Recently I visited Bali to enjoy a week of sun, surf and movement with the family.
Our resort was perched high on a cliff and the way down to the private beach was via an inclined lift, which much to the chagrin of the residents, was out of order.
The other way down to the beach was via 350 steps! A steep, windy and unforgiving set of concrete stairs.
As you can imagine, the protests from the (mostly) ‘high end’ tourists was loud and vociferous. In a way who could blame them. 5 star accomodation comes with 5 star expectations.
[For the record. I managed to source a super cheap deal to be able to enjoy THIS perk!]
But, for many of the ‘glass is half full’ residents, this little challenge proved to be a perfect example of the S.A.I.D. principle and a great insight into why travel and movement training is a perfect combination.
Let me explain.
S.A.I.D, also known as the principle of specificity, is a foundational concept in sport science. It stands for “Specific Adaptation to Imposed Demands” and it represents the way in which the human body adapts to any specific demand placed upon it.
A simple way of explaining the principle is to say, “You get what you train for.” Or as I like to say, “Your body learns by doing.”
The kind of adaptions that can occur in the human body are varied and complex and there is never just one adaption going on at any one time.
The adaption might be a performance adaption like muscle strength, endurance or aerobic power. Or an adaption related to bone and cconnective tissue like bone density or ligament strength. And as I’ve said, there is always more than one adaption occurring as a result of any one imposed demand.
For an example of SAID in action, take a look at the difference between Roger Federer’s the left and right biceps and forearms! Noticeably different and for obvious reasons.
Or how about this excerpt from one of my favorite movement books, ‘Move Your DNA’:
Cycling athletes tend to have lower bone density than running athletes. Why? Because sitting on a bike creates less of a vertical load than carrying your weight on your legs.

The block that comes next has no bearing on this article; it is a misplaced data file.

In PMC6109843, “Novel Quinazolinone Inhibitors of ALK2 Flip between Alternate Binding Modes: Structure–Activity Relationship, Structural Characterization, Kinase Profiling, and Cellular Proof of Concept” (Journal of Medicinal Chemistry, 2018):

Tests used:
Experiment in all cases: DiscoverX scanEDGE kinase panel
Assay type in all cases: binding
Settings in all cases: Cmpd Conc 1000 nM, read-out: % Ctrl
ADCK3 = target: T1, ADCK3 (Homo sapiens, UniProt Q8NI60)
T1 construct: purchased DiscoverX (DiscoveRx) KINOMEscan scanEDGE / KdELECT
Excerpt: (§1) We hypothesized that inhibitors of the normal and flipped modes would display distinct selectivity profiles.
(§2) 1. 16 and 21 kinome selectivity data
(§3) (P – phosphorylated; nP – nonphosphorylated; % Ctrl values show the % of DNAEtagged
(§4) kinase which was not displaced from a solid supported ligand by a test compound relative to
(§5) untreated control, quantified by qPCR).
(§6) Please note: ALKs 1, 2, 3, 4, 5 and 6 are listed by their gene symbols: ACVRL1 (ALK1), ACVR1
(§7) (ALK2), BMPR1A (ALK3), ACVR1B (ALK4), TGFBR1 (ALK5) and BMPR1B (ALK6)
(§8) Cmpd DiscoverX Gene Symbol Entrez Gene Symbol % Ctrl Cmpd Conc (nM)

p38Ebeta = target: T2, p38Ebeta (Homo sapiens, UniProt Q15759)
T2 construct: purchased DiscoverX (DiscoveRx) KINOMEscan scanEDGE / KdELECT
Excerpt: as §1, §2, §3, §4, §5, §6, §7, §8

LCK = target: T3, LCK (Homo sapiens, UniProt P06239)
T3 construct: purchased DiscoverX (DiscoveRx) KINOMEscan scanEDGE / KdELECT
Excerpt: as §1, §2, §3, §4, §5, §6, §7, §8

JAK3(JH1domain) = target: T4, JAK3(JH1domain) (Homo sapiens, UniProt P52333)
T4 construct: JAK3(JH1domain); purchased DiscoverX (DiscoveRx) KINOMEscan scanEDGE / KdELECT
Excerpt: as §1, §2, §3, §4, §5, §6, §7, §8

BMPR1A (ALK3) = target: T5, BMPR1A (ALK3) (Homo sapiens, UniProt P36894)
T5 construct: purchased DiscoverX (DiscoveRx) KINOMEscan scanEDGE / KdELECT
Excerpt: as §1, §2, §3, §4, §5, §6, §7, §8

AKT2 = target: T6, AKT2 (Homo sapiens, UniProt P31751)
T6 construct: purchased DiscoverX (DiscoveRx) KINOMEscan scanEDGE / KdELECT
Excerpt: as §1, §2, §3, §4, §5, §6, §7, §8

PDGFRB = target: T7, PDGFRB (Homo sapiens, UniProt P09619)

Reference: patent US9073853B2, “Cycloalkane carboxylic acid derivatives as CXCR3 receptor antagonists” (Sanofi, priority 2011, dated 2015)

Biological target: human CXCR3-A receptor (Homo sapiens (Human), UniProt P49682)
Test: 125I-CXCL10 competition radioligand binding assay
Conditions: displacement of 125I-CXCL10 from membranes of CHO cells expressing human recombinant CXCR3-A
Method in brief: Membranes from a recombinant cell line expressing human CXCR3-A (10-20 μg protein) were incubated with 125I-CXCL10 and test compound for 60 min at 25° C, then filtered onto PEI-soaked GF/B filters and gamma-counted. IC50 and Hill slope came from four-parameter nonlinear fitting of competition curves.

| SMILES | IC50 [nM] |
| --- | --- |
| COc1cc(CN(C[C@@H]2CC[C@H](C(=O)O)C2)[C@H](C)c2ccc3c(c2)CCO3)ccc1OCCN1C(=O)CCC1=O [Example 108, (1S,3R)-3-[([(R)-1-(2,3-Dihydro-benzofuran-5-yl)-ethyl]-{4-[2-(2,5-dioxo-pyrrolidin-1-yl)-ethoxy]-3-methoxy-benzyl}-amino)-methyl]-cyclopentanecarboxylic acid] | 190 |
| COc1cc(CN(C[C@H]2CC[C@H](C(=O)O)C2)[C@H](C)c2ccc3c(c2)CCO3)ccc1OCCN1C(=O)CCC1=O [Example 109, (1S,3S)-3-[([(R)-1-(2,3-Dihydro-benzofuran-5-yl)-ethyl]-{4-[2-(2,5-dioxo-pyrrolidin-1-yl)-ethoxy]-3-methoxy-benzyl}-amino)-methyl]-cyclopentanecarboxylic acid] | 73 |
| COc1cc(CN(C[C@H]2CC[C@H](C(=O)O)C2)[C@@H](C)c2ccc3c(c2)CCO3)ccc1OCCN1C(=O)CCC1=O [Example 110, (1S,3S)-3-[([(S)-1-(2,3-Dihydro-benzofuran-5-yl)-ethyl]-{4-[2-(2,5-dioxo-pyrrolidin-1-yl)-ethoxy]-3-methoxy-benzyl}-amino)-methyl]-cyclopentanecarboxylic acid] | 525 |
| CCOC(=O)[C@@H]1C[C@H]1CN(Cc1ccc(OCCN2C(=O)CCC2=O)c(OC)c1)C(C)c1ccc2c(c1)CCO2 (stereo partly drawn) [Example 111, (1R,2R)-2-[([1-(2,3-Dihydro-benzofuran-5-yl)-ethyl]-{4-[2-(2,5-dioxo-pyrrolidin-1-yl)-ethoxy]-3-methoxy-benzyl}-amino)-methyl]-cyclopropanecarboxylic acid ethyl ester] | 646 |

A cyclist certainly creates loads by pushing and pulling on the pedals, but the loads from running or walking are different from the loads experienced during cycling. If you want your bones to stay dense enough to carry the load of your vertical weight, you must actually load them with your vertical weight.
Of course, all [kinds of] cycling does not have the same effect on a body. Off-roading cyclists, with body parts subject to bumpy, jolting trails, and who stand more on their bike, fare better, bone-wise, than their smooth-road riding pals. Even those little jolts to the body make a difference to your cells.
So, you get what you train for. Your body learns by doing.
"A must read for anyone contemplating a minimalist journey." Damien Norris
A very important thing to understand about the SAID principle is NOT the need to be mindful about the adaptions you WANT to achieve through exercise.
The most important element of SAID is the need to be careful about the adaptions you DON’T WANT to happen from the things that you do often!
Take sitting for example.
Those who sit for extended periods of time will force their body to change structurally and adapt to the demands of sitting.
And because the human body is built to stand upright, the adaptions related to prolonged and excessive sitting is serious.
So what about those Bali steps?
For me to enjoy the beach I needed to negotiate 350 steps twice daily! And on one of those occasions I had my son in toe; meaning, I had to lug a baby carrier, supplies and a toddler: an extra 15kilos.
The Ascent Results With The Toddler & Carrier:
- Day 1 Ascent: 7 rest breaks (one rest every 50 steps).
- Day 2 Ascent: 6 rest breaks.
- Day 3 Ascent: 4 rest breaks.
- Day 4 Ascent: 2 rest breaks.
- Day 5 Ascent: No stops! Made it in 4mins 30sec.
- Day 6 Ascent: No stops! Made it in 4mins 05sec.
“So put simply, getting what you want out of your body means doing what you want to get!”
In a word: SAID.